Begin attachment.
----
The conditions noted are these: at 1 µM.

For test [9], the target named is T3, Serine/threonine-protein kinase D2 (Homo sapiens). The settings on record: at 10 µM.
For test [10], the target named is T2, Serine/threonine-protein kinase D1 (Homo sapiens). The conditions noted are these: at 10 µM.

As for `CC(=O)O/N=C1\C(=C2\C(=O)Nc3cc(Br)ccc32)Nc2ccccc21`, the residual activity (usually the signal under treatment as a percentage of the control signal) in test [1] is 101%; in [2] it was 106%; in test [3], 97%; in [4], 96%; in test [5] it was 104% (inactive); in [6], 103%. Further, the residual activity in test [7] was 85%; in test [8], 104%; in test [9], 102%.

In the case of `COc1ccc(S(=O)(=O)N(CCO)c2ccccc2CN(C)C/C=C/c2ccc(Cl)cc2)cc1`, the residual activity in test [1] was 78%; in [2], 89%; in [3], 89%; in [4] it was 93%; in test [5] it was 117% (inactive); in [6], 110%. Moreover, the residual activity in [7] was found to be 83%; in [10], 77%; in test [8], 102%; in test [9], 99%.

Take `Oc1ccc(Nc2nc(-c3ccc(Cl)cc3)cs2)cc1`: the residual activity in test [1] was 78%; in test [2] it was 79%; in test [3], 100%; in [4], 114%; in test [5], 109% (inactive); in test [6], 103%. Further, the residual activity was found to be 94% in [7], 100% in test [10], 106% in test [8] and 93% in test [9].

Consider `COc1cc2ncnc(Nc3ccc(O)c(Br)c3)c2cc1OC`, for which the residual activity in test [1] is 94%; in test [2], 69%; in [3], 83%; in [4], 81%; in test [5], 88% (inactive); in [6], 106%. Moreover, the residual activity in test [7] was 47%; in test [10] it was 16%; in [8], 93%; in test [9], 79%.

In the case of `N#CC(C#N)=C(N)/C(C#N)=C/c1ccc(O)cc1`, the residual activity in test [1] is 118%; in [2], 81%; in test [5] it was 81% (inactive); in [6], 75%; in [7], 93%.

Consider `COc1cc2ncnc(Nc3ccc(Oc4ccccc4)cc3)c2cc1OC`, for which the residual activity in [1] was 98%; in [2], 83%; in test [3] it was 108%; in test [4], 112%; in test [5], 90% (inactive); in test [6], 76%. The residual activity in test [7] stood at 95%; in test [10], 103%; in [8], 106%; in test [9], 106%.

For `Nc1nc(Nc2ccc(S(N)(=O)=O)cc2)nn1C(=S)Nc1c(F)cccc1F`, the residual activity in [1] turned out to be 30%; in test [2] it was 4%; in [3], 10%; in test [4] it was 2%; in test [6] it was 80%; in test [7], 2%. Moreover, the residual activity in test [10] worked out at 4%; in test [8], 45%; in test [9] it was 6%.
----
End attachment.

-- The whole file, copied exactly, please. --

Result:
The conditions noted are these: at 1 µM.

For test [9], the target named is T3, Serine/threonine-protein kinase D2 (Homo sapiens). The settings on record: at 10 µM.
For test [10], the target named is T2, Serine/threonine-protein kinase D1 (Homo sapiens). The conditions noted are these: at 10 µM.

As for `CC(=O)O/N=C1\C(=C2\C(=O)Nc3cc(Br)ccc32)Nc2ccccc21`, the residual activity (usually the signal under treatment as a percentage of the control signal) in test [1] is 101%; in [2] it was 106%; in test [3], 97%; in [4], 96%; in test [5] it was 104% (inactive); in [6], 103%. Further, the residual activity in test [7] was 85%; in test [8], 104%; in test [9], 102%.

In the case of `COc1ccc(S(=O)(=O)N(CCO)c2ccccc2CN(C)C/C=C/c2ccc(Cl)cc2)cc1`, the residual activity in test [1] was 78%; in [2], 89%; in [3], 89%; in [4] it was 93%; in test [5] it was 117% (inactive); in [6], 110%. Moreover, the residual activity in [7] was found to be 83%; in [10], 77%; in test [8], 102%; in test [9], 99%.

Take `Oc1ccc(Nc2nc(-c3ccc(Cl)cc3)cs2)cc1`: the residual activity in test [1] was 78%; in test [2] it was 79%; in test [3], 100%; in [4], 114%; in test [5], 109% (inactive); in test [6], 103%. Further, the residual activity was found to be 94% in [7], 100% in test [10], 106% in test [8] and 93% in test [9].

Consider `COc1cc2ncnc(Nc3ccc(O)c(Br)c3)c2cc1OC`, for which the residual activity in test [1] is 94%; in test [2], 69%; in [3], 83%; in [4], 81%; in test [5], 88% (inactive); in [6], 106%. Moreover, the residual activity in test [7] was 47%; in test [10] it was 16%; in [8], 93%; in test [9], 79%.

In the case of `N#CC(C#N)=C(N)/C(C#N)=C/c1ccc(O)cc1`, the residual activity in test [1] is 118%; in [2], 81%; in test [5] it was 81% (inactive); in [6], 75%; in [7], 93%.

Consider `COc1cc2ncnc(Nc3ccc(Oc4ccccc4)cc3)c2cc1OC`, for which the residual activity in [1] was 98%; in [2], 83%; in test [3] it was 108%; in test [4], 112%; in test [5], 90% (inactive); in test [6], 76%. The residual activity in test [7] stood at 95%; in test [10], 103%; in [8], 106%; in test [9], 106%.

For `Nc1nc(Nc2ccc(S(N)(=O)=O)cc2)nn1C(=S)Nc1c(F)cccc1F`, the residual activity in [1] turned out to be 30%; in test [2] it was 4%; in [3], 10%; in test [4] it was 2%; in test [6] it was 80%; in test [7], 2%. Moreover, the residual activity in test [10] worked out at 4%; in test [8], 45%; in test [9] it was 6%.